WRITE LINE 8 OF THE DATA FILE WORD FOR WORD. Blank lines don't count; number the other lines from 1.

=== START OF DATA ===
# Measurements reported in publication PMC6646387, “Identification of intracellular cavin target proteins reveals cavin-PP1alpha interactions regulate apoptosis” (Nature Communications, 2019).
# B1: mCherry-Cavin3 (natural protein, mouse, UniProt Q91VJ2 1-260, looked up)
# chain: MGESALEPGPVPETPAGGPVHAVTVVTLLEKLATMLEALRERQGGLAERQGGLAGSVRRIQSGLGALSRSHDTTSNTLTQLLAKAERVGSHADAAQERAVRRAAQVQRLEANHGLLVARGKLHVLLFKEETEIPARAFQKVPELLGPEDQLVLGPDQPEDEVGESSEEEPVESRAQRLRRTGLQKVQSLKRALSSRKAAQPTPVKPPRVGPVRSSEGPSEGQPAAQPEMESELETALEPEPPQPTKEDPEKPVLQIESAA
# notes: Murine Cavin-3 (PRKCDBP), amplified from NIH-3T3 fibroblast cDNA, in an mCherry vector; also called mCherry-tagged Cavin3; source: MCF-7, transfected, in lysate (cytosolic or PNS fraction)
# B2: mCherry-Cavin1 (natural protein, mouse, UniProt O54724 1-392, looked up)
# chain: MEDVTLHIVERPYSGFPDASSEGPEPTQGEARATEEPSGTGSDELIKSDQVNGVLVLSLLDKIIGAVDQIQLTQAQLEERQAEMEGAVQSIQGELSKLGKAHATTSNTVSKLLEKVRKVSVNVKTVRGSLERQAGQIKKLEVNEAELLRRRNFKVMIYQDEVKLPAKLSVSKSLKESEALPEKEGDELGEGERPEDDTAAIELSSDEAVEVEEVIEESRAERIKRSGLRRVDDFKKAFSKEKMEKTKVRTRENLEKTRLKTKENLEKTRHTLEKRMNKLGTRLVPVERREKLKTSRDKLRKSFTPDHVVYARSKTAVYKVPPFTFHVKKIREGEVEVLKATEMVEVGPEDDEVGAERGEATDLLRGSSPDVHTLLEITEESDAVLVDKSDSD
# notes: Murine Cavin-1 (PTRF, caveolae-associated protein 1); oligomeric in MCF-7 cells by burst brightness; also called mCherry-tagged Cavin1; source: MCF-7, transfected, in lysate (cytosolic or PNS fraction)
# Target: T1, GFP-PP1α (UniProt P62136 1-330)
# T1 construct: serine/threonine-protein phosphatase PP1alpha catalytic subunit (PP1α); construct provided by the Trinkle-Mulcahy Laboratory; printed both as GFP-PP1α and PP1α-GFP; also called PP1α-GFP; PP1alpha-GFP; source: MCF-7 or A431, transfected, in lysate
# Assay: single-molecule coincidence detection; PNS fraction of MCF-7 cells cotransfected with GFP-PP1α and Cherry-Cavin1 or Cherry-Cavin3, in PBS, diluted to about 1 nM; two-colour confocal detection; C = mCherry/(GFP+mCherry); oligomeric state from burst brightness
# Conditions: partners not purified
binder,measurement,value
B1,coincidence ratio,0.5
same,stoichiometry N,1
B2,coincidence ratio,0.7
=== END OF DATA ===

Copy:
# Target: T1, GFP-PP1α (UniProt P62136 1-330)